How to Make Turkish Coffee | Authentic and Delicious

How to make Turkish coffee – the traditional way using a cezve or ibrik (coffee pot). Authentic and delicious – once the preserve of the Ottoman lands – Turkish style coffee (Türk kahvesi) is now enjoyed all over the world.


Hi there! I’m going to show you one of the most delicious ways to make coffee – TURKISH COFFEE!! Turkish coffee goes by several names – which vary from region to region (Türk kahvesi, Turska kava, qahwa, Bosanska kava, turecká káva, turek). Everyone has their own style of making it, and each style produces different results. Remember, the most authentic and correct way to brew coffee is the way that you like it best.

Here’s what you’ll need:

– a metal pot (also known as a cezve or ibrik) – preferably made from copper, but other metals are fine
– some grounded coffee
– and if you like, some sugar (sugar is optional)

It’s important to use medium roasted and finely ground coffee. This is absolutely essential! You can buy this from most supermarkets and delicatessens. The coffee needs to be ultra-fine – like powder – Or, you can just grind the coffee beans yourself. If you do grind them, make sure it’s powdered – like flour – otherwise the texture of the coffee won’t be right. I’m making coffee for three so I’m filling the pot with three of these cups of water (these are Turkish coffee cups……. which are like espresso cups but with vertical sides). The water I’m using is room temperature. I’m adding three tea spoons of sugar – one for each person. Let the sugar sink to the bottom without stirring. As it heats, the sugar will caramelise and disperse through the water, which will give it a very palatable taste. Add one heaped teaspoon of coffee for each person. You can vary this according to your preference. If you like your coffee strong, add a little extra. Place the pot on the stove with low heat. Don’t stir just yet. Let it heat up for a minute or two and then stir slowly.

After a few minutes the coffee will come to the boil. Notice the ring of foam forming at the top. Remove the pot from the heat before it overflows. Spoon a little of the foam into each cup, before returning the pot to the stove. For most aficionados of Turkish coffee, this is a benchmark of quality. The more foam, the better the coffee. When the coffee froths up a second time, remove the pot and pour the coffee, with the remaining froth, into the cups. Do this nice and slowly so that you preserve the texture of the crema – the foam already in the cups. Turkish coffee is best served with a glass of water to clear the palate before taking your first sip. This will allow you to really enjoy the rich flavour of the coffee.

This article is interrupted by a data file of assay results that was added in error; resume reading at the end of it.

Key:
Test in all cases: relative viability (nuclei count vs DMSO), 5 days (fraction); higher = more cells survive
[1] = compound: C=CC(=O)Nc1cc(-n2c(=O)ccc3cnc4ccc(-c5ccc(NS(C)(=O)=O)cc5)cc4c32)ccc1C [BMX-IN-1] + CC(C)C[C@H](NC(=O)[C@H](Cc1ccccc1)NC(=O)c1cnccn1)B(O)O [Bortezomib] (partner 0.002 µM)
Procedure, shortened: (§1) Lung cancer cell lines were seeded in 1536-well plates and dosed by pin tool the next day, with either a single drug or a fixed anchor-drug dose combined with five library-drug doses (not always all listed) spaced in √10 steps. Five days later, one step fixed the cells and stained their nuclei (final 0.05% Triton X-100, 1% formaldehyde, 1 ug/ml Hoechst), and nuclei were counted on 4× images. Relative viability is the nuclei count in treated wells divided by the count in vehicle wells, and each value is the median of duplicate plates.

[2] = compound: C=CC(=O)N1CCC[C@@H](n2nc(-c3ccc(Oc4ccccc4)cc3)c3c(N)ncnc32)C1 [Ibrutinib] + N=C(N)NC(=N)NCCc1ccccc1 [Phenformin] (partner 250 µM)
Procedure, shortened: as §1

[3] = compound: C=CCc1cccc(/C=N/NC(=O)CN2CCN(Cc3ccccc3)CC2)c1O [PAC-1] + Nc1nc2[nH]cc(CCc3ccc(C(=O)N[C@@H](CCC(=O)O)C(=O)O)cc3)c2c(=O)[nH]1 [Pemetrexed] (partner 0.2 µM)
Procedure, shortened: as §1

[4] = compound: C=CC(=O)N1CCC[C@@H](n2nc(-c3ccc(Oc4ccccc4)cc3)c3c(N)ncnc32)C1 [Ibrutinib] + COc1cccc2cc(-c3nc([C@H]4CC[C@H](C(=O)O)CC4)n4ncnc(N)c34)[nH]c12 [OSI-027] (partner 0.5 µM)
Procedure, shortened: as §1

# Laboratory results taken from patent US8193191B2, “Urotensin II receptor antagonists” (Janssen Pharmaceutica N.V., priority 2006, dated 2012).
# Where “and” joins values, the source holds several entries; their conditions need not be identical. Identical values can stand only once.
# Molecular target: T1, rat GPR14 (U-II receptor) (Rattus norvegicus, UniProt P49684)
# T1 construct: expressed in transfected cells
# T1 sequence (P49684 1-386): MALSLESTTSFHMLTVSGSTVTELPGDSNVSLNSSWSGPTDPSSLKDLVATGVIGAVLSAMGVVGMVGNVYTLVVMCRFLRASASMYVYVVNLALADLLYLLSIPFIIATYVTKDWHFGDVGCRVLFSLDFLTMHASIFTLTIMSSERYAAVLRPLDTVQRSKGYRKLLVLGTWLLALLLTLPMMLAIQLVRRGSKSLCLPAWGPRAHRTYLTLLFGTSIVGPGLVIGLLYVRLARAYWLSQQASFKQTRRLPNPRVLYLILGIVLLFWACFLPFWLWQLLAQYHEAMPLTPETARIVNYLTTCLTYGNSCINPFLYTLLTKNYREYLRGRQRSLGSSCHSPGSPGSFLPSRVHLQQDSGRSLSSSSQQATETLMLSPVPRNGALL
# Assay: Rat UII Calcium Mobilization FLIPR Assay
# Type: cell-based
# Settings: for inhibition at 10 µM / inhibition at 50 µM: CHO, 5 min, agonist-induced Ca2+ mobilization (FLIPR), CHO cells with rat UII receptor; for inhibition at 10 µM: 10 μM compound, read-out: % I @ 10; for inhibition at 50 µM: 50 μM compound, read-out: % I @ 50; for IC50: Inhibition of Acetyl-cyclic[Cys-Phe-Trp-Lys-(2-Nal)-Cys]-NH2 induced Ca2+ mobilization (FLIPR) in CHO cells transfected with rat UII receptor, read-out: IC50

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Music: Shesh Pesh by JR Tundra (Source: YouTube Audio Library)


50 thoughts on “How to Make Turkish Coffee | Authentic and Delicious

  1. The scent of this coffee early in the morning
    Takes me back to my childhood days at home with my parents my dad waking up early in the mornings morning to make his Turkish coffee

  2. I was in Egypt and made Turkish coffee in the house on a gas stove. Great! I bought a ceramic Ibric and coffee. I bought dark roast as I didn’t know I should get the medium so I used less of the coffee. I only have an electric stove and it didn’t work as well. The burner turns on and off to try to maintain the temp but the burner is big and the ibric very small. Both times it failed. 😣

  3. I want to try making coffee like this! lately I've been loving how French press brings out a different personality in the beans and this looks like an amazing way to taste the beans too!

  4. Is cardamon coffee better or more traditional? Or just use normal coffee with no additional flavoring. I bought the cardamon coffee as it seemed to me to be more Turkish. Am I wrong?

  5. As it isn't filtered, is it gritty? I know they said grind fine, but I would think you would still have coffee grounds in the cup… looks delicious and I will definitely try it!

  6. Wow, I tried this method and the coffee is one of the best turkish coffees I've had. In my country the coffee is added when the water starts to boil for some reason and that makes the coffee not fully integrated which makes it bitter and with bad texture. So I always skimmed all the foam, tapped the pot against the table and then let it sit for a minute and then carefully sipped into the cup making sure little to no coffee residual comes out. I was basically making a filter coffee without any filters lol. And it was great but it wasn't really an original experience. This method makes the coffee settle down in the pot from the beginning and it keeps the rich flavor by the addition of the foam. And there's zero coffee parts while drinking that would make the bad texture in the first mentioned method.

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